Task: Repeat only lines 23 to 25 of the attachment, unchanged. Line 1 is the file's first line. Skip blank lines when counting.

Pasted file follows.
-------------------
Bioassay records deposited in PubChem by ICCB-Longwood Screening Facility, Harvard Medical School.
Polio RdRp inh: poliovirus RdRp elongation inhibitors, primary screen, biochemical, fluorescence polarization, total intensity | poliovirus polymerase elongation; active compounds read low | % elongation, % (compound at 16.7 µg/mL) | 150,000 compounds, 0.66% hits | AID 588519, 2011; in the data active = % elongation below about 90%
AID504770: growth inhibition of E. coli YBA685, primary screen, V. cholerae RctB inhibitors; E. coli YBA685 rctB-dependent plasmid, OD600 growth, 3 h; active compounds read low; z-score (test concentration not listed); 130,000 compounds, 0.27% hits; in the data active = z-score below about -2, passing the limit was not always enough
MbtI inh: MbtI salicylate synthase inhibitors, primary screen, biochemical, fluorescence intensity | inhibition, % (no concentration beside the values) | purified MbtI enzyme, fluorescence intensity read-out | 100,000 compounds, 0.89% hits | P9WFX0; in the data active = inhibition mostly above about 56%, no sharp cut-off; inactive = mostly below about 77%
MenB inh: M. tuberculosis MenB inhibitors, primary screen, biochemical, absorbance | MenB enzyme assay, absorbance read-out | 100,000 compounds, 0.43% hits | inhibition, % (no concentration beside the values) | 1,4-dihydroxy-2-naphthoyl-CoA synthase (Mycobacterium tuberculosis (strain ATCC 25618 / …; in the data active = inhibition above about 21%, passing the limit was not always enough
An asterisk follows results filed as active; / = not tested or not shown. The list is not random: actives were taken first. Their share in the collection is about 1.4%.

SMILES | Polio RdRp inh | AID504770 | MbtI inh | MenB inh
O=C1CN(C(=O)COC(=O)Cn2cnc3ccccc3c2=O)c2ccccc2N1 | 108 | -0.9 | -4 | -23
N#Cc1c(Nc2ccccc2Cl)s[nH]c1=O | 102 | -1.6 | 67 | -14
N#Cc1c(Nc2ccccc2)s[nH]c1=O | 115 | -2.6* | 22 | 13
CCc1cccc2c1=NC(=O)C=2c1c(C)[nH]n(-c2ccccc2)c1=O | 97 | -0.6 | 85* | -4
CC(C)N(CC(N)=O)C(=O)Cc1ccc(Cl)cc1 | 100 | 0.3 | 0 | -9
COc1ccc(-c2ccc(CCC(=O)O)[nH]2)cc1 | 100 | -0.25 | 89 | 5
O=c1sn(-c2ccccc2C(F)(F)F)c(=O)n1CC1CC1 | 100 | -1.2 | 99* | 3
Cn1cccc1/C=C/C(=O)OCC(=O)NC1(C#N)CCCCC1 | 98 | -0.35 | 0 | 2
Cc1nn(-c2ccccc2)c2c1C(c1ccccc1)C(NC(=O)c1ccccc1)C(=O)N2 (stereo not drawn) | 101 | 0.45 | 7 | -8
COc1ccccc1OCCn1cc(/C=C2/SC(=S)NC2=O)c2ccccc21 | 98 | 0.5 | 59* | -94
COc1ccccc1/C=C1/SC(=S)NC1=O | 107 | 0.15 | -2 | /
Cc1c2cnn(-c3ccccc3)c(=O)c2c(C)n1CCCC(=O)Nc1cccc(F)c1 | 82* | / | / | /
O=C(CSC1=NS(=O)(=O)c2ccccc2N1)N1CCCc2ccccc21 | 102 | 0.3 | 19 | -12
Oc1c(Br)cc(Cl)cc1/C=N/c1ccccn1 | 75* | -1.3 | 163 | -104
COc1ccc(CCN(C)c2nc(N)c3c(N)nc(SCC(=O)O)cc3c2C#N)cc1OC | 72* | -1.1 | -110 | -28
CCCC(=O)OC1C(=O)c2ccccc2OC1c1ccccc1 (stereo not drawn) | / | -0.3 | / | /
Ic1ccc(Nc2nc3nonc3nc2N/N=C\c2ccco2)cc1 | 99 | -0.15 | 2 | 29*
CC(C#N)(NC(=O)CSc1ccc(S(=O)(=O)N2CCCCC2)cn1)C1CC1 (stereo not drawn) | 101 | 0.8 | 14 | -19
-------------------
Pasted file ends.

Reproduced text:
CCCC(=O)OC1C(=O)c2ccccc2OC1c1ccccc1 (stereo not drawn) | / | -0.3 | / | /
Ic1ccc(Nc2nc3nonc3nc2N/N=C\c2ccco2)cc1 | 99 | -0.15 | 2 | 29*
CC(C#N)(NC(=O)CSc1ccc(S(=O)(=O)N2CCCCC2)cn1)C1CC1 (stereo not drawn) | 101 | 0.8 | 14 | -19